4770k to R5 3600 - Same OS?

Discussion in 'Operating Systems' started by BuildeR2, Apr 28, 2020.

  1. BuildeR2

    BuildeR2 Ancient Guru

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    Hey Guru, I am finally upgrading from Haswell in a week or so. Starting all my backups and moving game data, but wondered if I could just move my OS drive to the X570 board. Have any of y'all had luck just doing a migration from older Intel to modern AMD without a clean install? If so, how did you go about it? Did you have to remove any drivers/programs pre or post migration?

    Any performance degradation that was only solved by a clean install? Currently on Windows 10 1909. Thanks!
     
  2. jbscotchman

    jbscotchman Ancient Guru

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    Always do a clean install when changing motherboards.
     
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  3. Undying

    Undying Ancient Guru

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    I agree with @jbscotchman always format and do a clean install of os and drivers when upgrading.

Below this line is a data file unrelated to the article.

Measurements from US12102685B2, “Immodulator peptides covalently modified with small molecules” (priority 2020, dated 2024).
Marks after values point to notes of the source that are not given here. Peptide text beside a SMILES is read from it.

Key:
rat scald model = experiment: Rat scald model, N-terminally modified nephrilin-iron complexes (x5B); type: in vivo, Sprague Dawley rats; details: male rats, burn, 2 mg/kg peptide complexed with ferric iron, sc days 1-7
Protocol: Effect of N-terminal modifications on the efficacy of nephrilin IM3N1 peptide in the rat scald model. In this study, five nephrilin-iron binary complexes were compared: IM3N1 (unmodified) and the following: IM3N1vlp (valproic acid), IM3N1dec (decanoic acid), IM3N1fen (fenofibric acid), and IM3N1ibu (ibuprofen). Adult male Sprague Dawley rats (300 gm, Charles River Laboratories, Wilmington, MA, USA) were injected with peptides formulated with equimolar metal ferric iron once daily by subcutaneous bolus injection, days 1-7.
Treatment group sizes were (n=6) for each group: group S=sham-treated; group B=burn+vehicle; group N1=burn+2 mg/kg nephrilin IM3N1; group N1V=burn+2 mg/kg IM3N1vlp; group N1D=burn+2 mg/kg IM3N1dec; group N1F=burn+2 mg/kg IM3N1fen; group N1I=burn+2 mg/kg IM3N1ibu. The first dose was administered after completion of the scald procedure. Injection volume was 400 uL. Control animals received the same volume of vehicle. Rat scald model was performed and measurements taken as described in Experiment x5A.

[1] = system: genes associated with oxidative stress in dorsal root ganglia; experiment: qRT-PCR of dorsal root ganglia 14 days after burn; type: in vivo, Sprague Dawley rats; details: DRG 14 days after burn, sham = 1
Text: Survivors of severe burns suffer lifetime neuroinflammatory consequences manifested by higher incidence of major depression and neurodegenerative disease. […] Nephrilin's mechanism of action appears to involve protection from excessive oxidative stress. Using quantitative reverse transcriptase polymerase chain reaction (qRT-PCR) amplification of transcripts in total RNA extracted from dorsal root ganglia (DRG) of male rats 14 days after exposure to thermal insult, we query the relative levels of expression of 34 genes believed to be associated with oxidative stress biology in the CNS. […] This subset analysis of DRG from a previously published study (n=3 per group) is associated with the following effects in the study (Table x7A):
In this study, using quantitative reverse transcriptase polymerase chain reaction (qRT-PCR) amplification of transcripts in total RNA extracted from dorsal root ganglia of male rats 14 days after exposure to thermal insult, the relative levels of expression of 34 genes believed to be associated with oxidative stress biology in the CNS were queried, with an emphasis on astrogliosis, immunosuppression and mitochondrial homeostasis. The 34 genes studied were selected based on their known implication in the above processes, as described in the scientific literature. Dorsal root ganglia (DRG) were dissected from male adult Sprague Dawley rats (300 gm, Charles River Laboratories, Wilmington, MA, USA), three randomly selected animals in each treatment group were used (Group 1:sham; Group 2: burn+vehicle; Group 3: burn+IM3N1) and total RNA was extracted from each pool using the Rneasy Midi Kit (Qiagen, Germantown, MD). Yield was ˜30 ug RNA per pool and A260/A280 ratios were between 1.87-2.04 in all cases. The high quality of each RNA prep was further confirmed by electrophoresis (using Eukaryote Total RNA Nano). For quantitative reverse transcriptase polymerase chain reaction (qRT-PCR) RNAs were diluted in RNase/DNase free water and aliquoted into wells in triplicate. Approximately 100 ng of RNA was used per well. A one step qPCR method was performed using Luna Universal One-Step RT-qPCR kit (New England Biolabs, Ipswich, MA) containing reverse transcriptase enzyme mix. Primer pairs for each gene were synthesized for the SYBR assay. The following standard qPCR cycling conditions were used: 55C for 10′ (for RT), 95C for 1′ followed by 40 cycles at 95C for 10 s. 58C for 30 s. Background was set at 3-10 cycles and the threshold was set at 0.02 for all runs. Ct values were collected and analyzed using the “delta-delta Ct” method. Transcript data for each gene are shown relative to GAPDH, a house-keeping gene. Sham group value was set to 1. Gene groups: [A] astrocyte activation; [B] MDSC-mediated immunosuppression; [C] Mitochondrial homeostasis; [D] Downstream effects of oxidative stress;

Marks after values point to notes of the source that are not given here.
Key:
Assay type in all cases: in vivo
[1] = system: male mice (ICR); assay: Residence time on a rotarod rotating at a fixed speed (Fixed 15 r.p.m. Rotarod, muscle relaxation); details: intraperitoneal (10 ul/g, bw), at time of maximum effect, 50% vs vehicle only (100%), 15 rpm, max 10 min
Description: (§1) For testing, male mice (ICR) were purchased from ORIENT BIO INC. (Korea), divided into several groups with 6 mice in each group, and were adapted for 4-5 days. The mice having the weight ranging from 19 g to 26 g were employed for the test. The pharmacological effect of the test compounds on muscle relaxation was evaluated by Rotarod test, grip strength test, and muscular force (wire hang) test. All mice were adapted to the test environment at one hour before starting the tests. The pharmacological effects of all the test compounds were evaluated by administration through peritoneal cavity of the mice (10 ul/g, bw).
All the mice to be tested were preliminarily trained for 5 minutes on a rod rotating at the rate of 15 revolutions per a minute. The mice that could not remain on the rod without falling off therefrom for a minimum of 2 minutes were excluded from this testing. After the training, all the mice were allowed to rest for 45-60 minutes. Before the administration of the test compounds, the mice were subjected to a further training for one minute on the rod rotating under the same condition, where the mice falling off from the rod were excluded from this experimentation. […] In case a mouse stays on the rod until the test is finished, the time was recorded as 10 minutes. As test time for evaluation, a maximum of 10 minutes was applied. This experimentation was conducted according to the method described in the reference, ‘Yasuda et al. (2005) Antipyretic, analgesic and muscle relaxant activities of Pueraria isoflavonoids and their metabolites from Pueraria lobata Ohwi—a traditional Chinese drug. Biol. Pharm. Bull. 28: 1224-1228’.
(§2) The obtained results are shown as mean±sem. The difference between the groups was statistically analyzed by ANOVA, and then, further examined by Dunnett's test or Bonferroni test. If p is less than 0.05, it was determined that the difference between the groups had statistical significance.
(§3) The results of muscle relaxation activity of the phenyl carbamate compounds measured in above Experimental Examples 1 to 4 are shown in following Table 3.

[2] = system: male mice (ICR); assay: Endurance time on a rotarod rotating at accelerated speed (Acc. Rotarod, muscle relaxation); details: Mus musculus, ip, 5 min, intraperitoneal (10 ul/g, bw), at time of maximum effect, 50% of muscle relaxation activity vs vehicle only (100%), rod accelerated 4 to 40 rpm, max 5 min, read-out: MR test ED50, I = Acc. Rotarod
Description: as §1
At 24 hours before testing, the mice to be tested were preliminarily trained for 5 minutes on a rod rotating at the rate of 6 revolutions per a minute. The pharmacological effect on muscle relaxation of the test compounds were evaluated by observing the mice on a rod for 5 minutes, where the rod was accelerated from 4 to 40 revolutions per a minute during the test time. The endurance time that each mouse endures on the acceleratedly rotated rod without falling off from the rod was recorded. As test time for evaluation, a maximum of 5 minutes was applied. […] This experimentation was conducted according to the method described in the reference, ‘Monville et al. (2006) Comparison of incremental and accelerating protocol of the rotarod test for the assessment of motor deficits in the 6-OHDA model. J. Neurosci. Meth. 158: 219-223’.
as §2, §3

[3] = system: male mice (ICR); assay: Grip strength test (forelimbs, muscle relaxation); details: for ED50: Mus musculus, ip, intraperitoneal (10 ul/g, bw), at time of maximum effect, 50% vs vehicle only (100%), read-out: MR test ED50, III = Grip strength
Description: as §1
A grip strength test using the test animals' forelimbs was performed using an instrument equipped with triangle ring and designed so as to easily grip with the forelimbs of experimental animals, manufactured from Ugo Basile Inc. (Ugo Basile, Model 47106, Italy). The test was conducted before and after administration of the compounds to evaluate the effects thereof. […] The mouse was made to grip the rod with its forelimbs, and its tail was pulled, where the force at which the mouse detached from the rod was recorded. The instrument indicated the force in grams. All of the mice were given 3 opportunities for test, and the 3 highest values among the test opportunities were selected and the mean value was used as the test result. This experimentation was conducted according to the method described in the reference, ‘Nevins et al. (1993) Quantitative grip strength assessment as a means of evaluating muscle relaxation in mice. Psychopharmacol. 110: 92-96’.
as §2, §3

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  4. Kaarme

    Kaarme Ancient Guru

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    I switched from i5-6600k to Ryzen 3700X without a reinstall. While this same installation of Windows 10 works mostly, games run normally, etc, I'm going to do a clean reinstall once I get around to it. There are some problems with usb ports and such. So, no, I wouldn't recommend it from my personal experience. I wanted to avoid reinstalling all the software, but unfortunately laziness doesn't always produce the best results...
     
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  5. metagamer

    metagamer Ancient Guru

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    I would do a fresh install. It's not about performance degradation, more about conflicts in drivers that can occur. Installing windows takes 10 minutes if not less, setting things up after that you can do gradually over the next couple of days and you'll have everything back up and running as you have it now. It's worth it, especially if the windows install is fairly old.
     
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  6. The Goose

    The Goose Ancient Guru

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    I recently went fom an I7 7700k on z270 to Amd R7 3800x on x570 with the same os drive....didnt even ask for re-activation, i would make sure you remove all traces of intel before the switch, i used ddu in normal mode and the switch went smoothly.